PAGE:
FIG. 2 shows another preferred embodiment for generating the keying pulse UT. The voltage UP' is derived from the voltage UP using the differential element 12. The voltage UB' is derived from the voltage UB using the differential element 13 at the base of T1. Voltages UP' and UB' are added in the adding element 14 thereby creating the voltage Ud1. The negative pulses UP' at t1 and t5 and the positively directed pulses UB' at t1 and t5 are added and partially compensate themselves whereas the negative voltage in UP' at t4 remains. Using the diode 16, the voltage Ud2 is derived from the voltage Ud1, the former having a negative peak at the time t4. This voltage Ud2 can be used in a pulse shaper or in a monostable circuit to generate the keying pulse UT during the time window between times t4 and t5.

Patent Citations
Cited PatentFiling datePublication dateApplicantTitle
US3564393 *Mar 12, 1969Feb 16, 1971North American RockwellCircuit using capacitor and switch on primary winding of transformer for regulating voltage on secondary winding of transformer
US3771040 *Apr 18, 1972Nov 6, 1973NasaRegulated dc-to-dc converter for voltage step-up or step-down with input-output isolation
US4037271 *Dec 3, 1976Jul 19, 1977Boschert AssociatesSwitching regulator power supply
US4330816 *Jan 2, 1980May 18, 1982Fujitsu Fanuc LimitedOvercurrent protection apparatus
US4438411 *Jul 20, 1981Mar 20, 1984Ford Aerospace & Communications CorporationTemperature compensating method and apparatus for thermally stabilizing amplifier devices
US4546421 *Mar 28, 1984Oct 8, 1985United Technologies CorporationFlyback feedforward pulse width modulation regulator
US4561046 *Dec 22, 1983Dec 24, 1985Gte Automatic Electric IncorporatedSingle transistor forward converter with lossless magnetic core reset and snubber network
US4593213 *May 25, 1984Jun 3, 1986United Technologies CorporationCurrent-limited MOSFET switch
US4672518 *Jul 30, 1986Jun 9, 1987American Telephone And Telegraph Co., At&T Bell LabsCurrent mode control arrangement with load dependent ramp signal added to sensed current waveform
US4675796 *May 17, 1985Jun 23, 1987Veeco Instruments, Inc.High switching frequency converter auxiliary magnetic winding and snubber circuit
US4677534 *Dec 30, 1985Jun 30, 1987Kabushiki Kaisha ToshibaStabilizing power source apparatus
US4680688 *Oct 11, 1985Jul 14, 1987Yokogawa Hokushin Electric CorporationDC/DC converter
US4683528 *Jul 22, 1985Jul 28, 1987Intersil, Inc.Pulse position modulated regulation for power supplies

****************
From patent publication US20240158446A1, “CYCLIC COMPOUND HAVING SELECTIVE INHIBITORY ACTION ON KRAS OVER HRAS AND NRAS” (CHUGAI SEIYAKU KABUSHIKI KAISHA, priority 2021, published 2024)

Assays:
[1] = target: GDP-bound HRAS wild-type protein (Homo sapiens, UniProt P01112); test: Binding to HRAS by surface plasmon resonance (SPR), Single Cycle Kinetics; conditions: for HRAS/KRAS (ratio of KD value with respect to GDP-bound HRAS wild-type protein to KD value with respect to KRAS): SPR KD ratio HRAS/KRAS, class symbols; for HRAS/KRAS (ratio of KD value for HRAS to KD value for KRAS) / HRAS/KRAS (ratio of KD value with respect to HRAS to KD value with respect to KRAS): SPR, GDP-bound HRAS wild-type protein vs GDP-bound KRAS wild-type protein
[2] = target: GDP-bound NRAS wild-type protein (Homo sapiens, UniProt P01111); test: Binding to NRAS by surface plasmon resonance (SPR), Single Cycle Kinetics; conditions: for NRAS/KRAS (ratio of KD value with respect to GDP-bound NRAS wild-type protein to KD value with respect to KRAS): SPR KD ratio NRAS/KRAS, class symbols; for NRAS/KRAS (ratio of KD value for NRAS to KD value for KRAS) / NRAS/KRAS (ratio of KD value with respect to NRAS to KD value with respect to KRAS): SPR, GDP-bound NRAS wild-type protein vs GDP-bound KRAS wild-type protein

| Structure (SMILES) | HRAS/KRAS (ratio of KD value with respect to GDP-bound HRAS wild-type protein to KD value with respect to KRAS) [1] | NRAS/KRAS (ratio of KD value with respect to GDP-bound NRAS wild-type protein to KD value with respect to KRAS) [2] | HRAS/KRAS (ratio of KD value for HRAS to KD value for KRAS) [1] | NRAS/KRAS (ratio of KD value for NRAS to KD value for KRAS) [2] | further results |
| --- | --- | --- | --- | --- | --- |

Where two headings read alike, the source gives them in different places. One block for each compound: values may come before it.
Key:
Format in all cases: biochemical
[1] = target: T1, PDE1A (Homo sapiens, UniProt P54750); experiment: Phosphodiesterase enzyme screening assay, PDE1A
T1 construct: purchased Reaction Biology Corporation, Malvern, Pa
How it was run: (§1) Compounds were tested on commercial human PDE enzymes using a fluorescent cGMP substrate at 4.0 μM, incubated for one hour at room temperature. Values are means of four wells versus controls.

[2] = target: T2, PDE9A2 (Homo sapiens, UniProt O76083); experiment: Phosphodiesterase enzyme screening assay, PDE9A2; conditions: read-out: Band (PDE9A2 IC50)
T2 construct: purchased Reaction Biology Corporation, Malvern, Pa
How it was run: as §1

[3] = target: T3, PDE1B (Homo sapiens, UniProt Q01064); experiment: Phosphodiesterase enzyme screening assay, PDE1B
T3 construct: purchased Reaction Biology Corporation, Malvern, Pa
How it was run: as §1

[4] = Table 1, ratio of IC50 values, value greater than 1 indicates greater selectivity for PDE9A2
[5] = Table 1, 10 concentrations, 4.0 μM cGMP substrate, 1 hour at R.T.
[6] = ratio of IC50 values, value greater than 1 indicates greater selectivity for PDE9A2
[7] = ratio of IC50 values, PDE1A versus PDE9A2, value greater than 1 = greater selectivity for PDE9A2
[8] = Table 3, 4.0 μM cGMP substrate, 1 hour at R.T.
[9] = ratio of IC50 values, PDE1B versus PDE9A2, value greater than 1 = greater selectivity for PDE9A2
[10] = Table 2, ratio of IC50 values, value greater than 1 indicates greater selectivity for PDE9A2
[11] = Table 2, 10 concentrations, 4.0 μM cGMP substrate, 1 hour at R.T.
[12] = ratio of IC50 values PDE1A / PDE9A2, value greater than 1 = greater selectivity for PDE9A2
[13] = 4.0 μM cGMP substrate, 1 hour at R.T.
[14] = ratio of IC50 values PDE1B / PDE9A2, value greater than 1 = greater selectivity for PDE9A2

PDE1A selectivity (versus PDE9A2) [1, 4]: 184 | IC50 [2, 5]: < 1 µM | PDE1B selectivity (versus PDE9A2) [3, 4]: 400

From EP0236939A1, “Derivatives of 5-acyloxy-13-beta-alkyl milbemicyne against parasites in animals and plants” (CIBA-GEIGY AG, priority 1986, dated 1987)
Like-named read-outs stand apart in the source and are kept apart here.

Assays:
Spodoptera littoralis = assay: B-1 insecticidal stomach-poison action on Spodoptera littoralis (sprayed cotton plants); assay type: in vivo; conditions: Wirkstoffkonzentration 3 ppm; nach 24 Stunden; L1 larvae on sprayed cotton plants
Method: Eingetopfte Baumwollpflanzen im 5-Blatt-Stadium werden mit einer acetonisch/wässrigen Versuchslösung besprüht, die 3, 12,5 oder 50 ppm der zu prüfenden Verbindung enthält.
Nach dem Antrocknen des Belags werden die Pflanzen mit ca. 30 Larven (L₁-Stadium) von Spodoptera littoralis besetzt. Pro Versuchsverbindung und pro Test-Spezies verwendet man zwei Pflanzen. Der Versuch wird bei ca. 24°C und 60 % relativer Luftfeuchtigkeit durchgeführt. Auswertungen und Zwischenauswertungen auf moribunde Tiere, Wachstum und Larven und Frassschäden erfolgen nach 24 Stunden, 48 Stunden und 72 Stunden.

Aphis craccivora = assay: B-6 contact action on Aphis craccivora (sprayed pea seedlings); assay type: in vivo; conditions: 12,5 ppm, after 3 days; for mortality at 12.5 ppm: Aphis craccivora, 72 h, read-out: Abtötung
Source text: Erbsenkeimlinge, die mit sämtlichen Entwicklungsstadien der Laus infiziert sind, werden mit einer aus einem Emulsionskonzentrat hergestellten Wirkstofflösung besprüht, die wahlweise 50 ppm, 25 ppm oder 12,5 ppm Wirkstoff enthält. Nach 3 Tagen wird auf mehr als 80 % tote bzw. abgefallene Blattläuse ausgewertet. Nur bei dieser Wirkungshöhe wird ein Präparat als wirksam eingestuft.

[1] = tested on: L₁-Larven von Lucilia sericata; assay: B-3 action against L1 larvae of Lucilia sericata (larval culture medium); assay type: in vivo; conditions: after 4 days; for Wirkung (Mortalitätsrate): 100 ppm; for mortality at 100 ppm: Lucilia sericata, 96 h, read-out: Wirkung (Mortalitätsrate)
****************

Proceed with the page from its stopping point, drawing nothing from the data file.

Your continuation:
US4866588 *Feb 17, 1989Sep 12, 1989American Telephone And Telegraph Company At&T Bell LaboratoriesCircuit for suppression of leading edge spike switched current
US4885674 *Jun 12, 1989Dec 5, 1989Varga Ljubomir DSynthesis of load-independent switch-mode power converters
US4890210 *Nov 15, 1988Dec 26, 1989Gilbarco, Inc.Power supply having combined forward converter and flyback action for high efficiency conversion from low to high voltage
US4920470 *May 17, 1989Apr 24, 1990Zirco, Inc.Voltage inverter
US4924369 *Nov 14, 1988May 8, 1990Siemens AktiengesellschaftRegulated blocking converter wherein switch conduction time increases with higher output voltages
US4926303 *Dec 12, 1988May 15, 1990Qualitron, Inc.Control circuit for a switching DC to DC Power converter including a multi-turn control transformer
US4958268 *Apr 5, 1989Sep 18, 1990Matsushita Electric Industrial Co., Ltd.Switching power supply
US5029269 *Apr 12, 1990Jul 2, 1991Rockwell International CorporationDelayed power supply overvoltage shutdown apparatus
US5063489 *Apr 6, 1990Nov 5, 1991Nec CorporationSwitching regulator having improved switching control arrangement
US5101336 *Mar 11, 1991Mar 31, 1992Alcatel N.V.Switching converter
US5126931 *Sep 7, 1990Jun 30, 1992Itt CorporationFixed frequency single ended forward converter switching at zero voltage
US5170333 *Nov 8, 1991Dec 8, 1992Mitsubishi Denki Kabushiki KaishaSwitching regulator operating in a continuous and discontinuous mode
US5278748 *Jul 8, 1992Jan 11, 1994Nec CorporationVoltage-resonant DC-DC converter
EP0336725A2 *Apr 4, 1989Oct 11, 1989Matsushita Electric Industrial Co., Ltd.Switching power supply
Non-Patent Citations
1 *Patent Abstract of Japan 56 25376 vol. 5 No. 78 May 1981.
2Patent Abstract of Japan 56-25376 vol. 5 No. 78 May 1981.
Referenced by
Citing PatentFiling datePublication dateApplicantTitle
US5621625 *Aug 25, 1995Apr 15, 1997Samsung Electronics Co., Ltd.Surge protection circuit for a switching mode power supply
US5748461 *Jun 19, 1996May 5, 1998Siemens AktiengesellschaftSMPS with low load switching frequency stabilization
US5757625 *Sep 30, 1996May 26, 1998U.S. Philips CorporationSwitched mode power supply with transformer and feedback via primary winding
US5818670 *Mar 10, 1997Oct 6, 1998Samsung Electronics Co., Ltd.Switching mode power supply with protection function against overcurrent and overvoltage
US5917716 *Feb 19, 1998Jun 29, 1999Samsung Electronics Co., Ltd.Switching mode power supplier having function of protecting circuit from abnormal voltage